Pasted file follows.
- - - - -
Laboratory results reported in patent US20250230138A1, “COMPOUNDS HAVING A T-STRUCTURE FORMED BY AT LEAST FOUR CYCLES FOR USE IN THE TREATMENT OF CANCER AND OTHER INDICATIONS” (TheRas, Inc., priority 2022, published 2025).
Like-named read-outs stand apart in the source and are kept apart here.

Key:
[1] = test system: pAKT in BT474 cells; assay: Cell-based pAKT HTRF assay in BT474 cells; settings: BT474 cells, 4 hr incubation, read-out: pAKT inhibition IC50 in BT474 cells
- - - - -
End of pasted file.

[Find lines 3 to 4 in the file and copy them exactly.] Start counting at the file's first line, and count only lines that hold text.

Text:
Key:
[1] = test system: pAKT in BT474 cells; assay: Cell-based pAKT HTRF assay in BT474 cells; settings: BT474 cells, 4 hr incubation, read-out: pAKT inhibition IC50 in BT474 cells